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Harmless or harmful?

How to cut back on substances and reduce the risk associated with use

Substance use is a complex issue that affects millions of people worldwide. It includes any drug, alcohol, or medication that can be taken orally, inhaled or injected. Although some substances are considered harmless when consumed in moderation, it is crucial to understand the potential risks associated with their use.

The Community Counselling Centre of Nipissing (the Centre) wants people to know how to identify problematic substance use and reduce the risks.

Are there any substances that are completely safe and without risk?

The short answer is no. Even substances that are considered safe when taken in moderation can be harmful, when consumed excessively.

The key to avoiding harm is to practice moderation and to be aware of the potential risks of anything you eat, drink or administer to your body.

What about alcohol?

Recently, the Canadian Centre on Substance Use and Addiction (funded by Health Canada) released guidelines that have changed dramatically.

For instance, it states that no amount of alcohol is considered safe. This statement has raised concerns about whether alcohol belongs in a healthy lifestyle.

Ultimately, this is a personal decision that everyone must make for themselves. However, it is important to be fully informed about the risks of alcohol consumption and to make choices based on good science.

Gateway substances – is there such a thing?

Can a ‘gateway’ substance lead to addiction? Can we predict who will become addicted and who won’t?

While some substances may be more likely to lead to addiction, it ultimately depends on a person's vulnerabilities. Substance use is typically influenced by biological, psychological and social factors. Those with a family history of addiction, trauma or other risk factors may be more susceptible to addiction.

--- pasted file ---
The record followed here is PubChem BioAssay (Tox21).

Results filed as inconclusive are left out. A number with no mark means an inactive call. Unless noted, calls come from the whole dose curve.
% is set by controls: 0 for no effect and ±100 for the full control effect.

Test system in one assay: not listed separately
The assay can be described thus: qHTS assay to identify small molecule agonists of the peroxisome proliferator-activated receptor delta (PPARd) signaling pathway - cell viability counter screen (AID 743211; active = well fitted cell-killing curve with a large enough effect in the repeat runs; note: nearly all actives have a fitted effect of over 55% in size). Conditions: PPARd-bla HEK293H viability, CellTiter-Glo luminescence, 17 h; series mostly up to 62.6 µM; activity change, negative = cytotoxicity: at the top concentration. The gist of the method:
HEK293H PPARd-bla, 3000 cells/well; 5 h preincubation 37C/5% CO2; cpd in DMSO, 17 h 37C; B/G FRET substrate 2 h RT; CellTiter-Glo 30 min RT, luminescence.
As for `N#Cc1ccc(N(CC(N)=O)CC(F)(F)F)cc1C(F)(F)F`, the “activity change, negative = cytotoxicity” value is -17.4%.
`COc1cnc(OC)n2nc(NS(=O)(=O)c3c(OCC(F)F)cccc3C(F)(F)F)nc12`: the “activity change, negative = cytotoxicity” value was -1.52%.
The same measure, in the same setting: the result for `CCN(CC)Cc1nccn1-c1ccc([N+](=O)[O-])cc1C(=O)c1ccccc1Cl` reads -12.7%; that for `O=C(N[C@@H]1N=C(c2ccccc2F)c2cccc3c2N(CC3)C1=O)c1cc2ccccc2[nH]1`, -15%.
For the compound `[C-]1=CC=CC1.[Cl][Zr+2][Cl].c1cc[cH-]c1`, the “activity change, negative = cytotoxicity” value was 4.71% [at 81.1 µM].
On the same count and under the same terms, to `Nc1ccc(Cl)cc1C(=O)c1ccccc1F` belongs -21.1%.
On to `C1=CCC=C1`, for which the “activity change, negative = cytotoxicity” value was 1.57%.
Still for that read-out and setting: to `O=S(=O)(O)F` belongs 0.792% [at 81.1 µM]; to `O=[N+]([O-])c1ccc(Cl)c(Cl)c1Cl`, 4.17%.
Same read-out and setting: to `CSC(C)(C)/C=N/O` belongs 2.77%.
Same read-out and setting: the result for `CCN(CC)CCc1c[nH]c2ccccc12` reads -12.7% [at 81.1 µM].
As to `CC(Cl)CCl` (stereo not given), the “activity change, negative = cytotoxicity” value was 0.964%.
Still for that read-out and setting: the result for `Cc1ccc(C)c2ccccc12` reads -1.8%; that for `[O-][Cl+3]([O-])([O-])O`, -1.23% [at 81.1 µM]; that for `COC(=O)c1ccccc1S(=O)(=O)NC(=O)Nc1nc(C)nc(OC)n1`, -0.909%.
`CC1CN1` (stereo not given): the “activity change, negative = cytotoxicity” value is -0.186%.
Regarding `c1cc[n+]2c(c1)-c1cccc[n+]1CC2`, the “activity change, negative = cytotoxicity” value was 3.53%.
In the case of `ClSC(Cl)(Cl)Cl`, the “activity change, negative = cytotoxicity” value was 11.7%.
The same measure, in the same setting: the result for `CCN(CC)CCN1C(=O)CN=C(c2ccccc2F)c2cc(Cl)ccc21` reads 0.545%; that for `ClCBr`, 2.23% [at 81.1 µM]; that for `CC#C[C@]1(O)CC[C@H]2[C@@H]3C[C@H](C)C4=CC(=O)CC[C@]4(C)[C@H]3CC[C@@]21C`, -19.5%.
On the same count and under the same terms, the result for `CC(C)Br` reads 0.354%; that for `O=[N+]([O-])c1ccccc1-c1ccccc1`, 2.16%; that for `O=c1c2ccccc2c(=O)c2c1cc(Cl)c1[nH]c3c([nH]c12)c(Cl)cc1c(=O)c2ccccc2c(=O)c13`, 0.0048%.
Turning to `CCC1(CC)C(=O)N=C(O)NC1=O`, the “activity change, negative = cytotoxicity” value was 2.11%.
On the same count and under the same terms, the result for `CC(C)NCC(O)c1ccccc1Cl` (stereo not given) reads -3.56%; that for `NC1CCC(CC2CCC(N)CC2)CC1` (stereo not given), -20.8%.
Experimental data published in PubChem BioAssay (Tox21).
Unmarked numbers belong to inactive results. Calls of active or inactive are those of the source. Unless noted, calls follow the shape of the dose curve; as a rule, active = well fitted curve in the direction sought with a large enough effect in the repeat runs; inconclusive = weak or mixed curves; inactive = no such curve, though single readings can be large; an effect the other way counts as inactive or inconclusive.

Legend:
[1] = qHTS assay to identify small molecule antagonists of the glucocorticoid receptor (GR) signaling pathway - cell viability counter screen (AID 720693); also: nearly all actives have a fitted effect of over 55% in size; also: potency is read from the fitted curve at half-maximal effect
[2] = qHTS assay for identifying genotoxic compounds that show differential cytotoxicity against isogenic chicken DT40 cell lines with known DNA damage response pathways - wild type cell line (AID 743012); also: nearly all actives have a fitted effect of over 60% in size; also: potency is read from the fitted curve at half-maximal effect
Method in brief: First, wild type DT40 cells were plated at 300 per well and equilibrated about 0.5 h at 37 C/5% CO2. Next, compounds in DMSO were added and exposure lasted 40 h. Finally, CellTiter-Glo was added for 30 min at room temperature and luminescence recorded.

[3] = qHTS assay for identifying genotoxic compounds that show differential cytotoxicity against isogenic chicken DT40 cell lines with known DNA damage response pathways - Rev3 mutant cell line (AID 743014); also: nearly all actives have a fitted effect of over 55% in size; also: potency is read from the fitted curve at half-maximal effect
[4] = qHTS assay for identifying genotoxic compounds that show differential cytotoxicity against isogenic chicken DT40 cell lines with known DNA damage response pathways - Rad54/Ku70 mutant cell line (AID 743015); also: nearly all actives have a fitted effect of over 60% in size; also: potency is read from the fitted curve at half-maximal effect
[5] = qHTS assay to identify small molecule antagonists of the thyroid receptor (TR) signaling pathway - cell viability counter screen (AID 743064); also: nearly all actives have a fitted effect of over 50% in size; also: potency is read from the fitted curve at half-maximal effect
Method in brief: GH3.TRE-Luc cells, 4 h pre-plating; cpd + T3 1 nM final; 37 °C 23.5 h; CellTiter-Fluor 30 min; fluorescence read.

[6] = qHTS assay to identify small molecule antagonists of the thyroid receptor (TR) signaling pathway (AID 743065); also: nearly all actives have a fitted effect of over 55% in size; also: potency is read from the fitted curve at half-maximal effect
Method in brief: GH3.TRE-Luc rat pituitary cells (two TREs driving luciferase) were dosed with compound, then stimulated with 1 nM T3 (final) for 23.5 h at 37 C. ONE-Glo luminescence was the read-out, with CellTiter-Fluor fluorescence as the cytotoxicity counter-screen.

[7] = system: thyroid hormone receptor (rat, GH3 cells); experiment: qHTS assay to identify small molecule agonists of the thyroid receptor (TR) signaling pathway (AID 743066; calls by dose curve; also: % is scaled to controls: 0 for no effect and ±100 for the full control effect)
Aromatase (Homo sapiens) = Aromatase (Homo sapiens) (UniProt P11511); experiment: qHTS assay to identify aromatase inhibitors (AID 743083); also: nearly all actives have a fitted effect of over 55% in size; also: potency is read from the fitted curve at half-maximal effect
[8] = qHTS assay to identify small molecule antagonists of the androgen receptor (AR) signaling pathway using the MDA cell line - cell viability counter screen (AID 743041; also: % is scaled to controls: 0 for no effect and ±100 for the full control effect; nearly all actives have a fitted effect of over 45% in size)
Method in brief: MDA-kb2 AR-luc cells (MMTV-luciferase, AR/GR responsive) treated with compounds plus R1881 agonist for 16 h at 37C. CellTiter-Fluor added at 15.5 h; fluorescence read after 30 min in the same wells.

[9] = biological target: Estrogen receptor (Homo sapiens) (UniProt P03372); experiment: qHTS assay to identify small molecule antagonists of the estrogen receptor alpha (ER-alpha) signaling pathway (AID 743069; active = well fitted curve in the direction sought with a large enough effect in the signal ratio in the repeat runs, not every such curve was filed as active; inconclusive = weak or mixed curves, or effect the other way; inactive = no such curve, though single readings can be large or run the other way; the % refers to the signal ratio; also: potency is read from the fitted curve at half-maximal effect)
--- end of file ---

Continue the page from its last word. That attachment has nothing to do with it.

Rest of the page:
Addictive personalities

To deal with their feelings, people can use almost anything as a coping mechanism. From eating to gaming to exercise, most things can be done in excess.

The Centre says that building connections with other people is key to avoiding problematic substance use. Studies have shown that people who are socially disconnected are at an increased risk of addiction. It is important to practice moderation and develop various coping strategies.

Risk of overdose

Nipissing has some of the highest overdose rates for opioids in Ontario. The Centre says that people who use opioids should not use alone. If they are using alone, they are advised to call an overdose prevention line (1-888-688-6677).

Buying and using opiates can have deadly consequences - what someone sells one day can be different from what they sell the next. And opiate amounts can change dramatically, which means that people who are highly sensitive to the level of opiates they consume can easily self-administer a lethal dose, without even realizing it.

Do you have problematic substance use?

Detecting ‘problematic’ substance use in our own behaviour can be difficult because it can become part of our coping patterns, making it difficult to identify as a problem. It can be a way of self-soothing and finding comfort. For many, it is hard to admit that something that used to work is no longer working. We generally do not have an objective view of ourselves.

Here are some common indicators of problematic substance use:

  • Relationship breakdowns;
  • Using against your will, using more frequently and in larger amounts;
  • Overspending;
  • Missing work or reduced effectiveness at work;
  • Hiding the amount and frequency of use from others;
  • Health complications;
  • Choosing to use substances instead of being with others;
  • Using alone; and
  • Justifying use to ourselves and others.

Substance use can be a complex and potentially harmful issue. By understanding the potential risks of substance use, being aware of common indicators of problematic use and practicing moderation, the risks associated with substance use can be reduced.

If you or someone you know is struggling with problematic substance use, it is essential to seek professional help and support.

The Centre provides free confidential addictions counselling. There are no waitlists for the walk in/call in clinic and many of their other services.

Call today 705.472.6515 today. There is help available.